Shortly before the confrontation with Koschman, Denham had met Vanecko and the McCarthys at an engagement party for a couple from England, according to the police. The Sun-Times couldn’t confirm who the party was for, though, five months later, in September 2004, Nicholas J. Davies, a boyhood friend of Denham, married Katherine Daley, a niece of the former mayor, who had been working in London. Her father, Michael Daley, is a brother of the former mayor and a partner in the family law firm of Daley & George.
Denham, Davies and the Daleys all either declined to comment or didn’t return messages.
At the time of the engagement party, Denham was separated from his first wife and living in a condominium near Belmont and Halsted. He is now married to Jill Conroy Denham, whose older brother, Sean Conroy, is the husband of Nora Daley Conroy, the former mayor’s oldest daughter.
Jill Conroy Denham and Nora and Sean Conroy all attended Fairfield University in Connecticut.
Conroy Denham graduated from the Loyola University Chicago School of Law. While in law school, she had an internship with then-Cook County State’s Attorney Richard Devine, a longtime friend of the Daley family whose office decided in 2004 that the police didn’t have enough evidence to charge anyone with any crime in Koschman’s death.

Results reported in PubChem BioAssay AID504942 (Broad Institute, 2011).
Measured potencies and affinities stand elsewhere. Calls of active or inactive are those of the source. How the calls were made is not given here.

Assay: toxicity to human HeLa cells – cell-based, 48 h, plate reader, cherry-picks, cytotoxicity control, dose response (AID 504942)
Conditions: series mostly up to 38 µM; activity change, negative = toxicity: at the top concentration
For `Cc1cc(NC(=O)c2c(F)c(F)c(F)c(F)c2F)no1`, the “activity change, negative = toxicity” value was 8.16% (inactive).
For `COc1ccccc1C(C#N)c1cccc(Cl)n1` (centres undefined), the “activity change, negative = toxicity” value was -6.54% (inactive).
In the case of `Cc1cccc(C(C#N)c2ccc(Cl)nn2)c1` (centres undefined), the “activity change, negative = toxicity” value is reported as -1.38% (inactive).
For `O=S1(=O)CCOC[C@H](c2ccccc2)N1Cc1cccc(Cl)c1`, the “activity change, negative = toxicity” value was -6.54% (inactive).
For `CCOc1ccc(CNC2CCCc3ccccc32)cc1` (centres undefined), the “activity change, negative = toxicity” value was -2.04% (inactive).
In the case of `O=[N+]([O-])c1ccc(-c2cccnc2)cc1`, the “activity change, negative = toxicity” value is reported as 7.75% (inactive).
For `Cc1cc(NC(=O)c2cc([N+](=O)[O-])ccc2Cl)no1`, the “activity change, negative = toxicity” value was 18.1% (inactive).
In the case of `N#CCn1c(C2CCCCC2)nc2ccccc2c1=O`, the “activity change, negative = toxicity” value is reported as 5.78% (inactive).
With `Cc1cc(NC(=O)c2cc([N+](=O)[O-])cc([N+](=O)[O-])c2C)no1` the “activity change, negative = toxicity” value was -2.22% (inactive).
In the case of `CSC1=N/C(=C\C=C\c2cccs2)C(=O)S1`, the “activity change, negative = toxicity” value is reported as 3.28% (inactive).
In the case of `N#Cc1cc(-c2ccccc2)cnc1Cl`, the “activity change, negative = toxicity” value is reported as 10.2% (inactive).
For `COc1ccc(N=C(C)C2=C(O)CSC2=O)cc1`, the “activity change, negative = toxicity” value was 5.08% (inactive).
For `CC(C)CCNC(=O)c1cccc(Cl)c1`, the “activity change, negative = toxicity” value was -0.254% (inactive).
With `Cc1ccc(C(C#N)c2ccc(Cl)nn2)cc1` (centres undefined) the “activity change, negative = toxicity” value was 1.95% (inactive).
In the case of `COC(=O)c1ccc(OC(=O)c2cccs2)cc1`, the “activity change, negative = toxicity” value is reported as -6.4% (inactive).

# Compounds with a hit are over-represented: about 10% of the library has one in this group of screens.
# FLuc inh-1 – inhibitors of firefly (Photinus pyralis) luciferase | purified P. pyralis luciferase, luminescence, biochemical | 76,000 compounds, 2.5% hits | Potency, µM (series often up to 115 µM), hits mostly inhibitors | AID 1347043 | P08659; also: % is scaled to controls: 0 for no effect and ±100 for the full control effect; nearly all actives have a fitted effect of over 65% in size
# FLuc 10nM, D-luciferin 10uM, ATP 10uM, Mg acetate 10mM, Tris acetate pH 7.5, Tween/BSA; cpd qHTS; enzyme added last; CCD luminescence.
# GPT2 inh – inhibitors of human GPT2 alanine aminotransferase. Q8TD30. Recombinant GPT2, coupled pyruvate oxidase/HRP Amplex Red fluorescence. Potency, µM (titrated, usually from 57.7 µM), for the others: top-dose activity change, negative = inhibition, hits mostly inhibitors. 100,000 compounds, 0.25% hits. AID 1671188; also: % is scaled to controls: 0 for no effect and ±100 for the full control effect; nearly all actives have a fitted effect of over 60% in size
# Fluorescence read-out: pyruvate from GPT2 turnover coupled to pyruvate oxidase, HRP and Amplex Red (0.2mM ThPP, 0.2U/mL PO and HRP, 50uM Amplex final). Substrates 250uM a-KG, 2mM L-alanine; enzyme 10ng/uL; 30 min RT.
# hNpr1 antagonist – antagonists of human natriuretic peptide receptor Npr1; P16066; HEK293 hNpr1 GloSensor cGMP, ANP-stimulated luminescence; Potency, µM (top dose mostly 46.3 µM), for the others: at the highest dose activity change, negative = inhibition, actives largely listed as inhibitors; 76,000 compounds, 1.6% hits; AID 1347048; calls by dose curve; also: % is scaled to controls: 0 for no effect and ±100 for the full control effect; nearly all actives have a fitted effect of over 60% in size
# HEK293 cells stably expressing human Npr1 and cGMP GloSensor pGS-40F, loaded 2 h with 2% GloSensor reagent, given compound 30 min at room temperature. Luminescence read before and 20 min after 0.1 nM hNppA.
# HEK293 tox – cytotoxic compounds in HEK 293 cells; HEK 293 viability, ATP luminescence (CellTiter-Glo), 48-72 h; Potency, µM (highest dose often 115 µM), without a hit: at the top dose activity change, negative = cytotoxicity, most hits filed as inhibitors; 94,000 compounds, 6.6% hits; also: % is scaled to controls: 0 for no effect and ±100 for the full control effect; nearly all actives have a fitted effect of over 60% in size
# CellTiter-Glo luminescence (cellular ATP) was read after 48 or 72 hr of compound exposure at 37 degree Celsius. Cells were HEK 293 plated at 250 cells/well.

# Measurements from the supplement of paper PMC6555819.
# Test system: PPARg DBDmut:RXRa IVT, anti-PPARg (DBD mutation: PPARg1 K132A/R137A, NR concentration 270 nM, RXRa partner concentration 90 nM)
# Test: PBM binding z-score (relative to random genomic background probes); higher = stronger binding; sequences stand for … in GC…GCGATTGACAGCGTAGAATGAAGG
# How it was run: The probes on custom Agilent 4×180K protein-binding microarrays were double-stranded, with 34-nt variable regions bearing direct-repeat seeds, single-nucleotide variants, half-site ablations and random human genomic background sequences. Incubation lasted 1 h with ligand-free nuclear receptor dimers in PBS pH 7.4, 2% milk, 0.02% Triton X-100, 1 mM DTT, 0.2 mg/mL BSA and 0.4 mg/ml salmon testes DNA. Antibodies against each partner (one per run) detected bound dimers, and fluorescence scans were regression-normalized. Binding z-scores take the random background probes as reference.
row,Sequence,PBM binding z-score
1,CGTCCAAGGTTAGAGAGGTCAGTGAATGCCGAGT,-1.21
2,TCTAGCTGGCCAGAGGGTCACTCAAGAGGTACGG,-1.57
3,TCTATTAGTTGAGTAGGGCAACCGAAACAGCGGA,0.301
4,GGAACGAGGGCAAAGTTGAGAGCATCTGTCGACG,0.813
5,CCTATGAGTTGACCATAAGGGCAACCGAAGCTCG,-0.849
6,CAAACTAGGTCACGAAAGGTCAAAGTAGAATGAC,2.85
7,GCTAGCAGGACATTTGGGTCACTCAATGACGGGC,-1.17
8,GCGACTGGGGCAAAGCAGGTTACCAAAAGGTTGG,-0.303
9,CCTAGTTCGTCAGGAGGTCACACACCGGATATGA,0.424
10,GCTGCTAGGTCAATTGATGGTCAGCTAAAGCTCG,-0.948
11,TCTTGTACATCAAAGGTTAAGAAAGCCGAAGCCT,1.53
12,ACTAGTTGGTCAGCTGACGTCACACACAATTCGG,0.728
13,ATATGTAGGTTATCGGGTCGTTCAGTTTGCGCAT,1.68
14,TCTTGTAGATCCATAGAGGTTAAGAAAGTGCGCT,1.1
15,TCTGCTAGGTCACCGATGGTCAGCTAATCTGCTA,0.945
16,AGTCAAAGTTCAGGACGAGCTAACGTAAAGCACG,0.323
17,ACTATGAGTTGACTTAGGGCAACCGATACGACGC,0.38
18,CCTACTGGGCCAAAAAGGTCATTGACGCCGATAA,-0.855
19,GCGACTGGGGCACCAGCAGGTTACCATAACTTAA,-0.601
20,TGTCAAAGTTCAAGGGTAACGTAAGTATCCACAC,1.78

Conroy Denham passed the Illinois Bar exam in 2004 and was hired as an associate attorney at Daley & George.
She and her husband now live in New York, on Long Island, where her family is from.
Craig Denham is now chief operating officer of Wanzenberg Partners, a small financial advisory firm based in Chicago.
For seven years, Koschman’s case remained classified as an unsolved homicide, until early this year, when he Chicago Police Department reopened the case after the Sun-Times sought records in the case.
The police reinterviewed all of the witnesses, including Denham. He received a phone call on Jan. 27 at his home in Manhasset, N.Y., from Detective James Gilger.
Denham “related essentially the same account” as he did seven years ago “in that his glasses were knocked off and an argument ensued, but Denham never saw who punched the victim. Denham stated he would stand by his earlier statement,” Gilger wrote in a report dated Feb. 28.
That reinvestigation concluded that Denham had been arguing with the 5-foot-5, 140-pound Koschman, who was then punched by the 6-foot-3, 230-pound Vanecko. The police decided that Vanecko — who has never spoken with them — had acted in self-defense.
On March 1, they formally closed the case, declining to ask the Cook County state’s attorney’s office to decide whether to file criminal charges.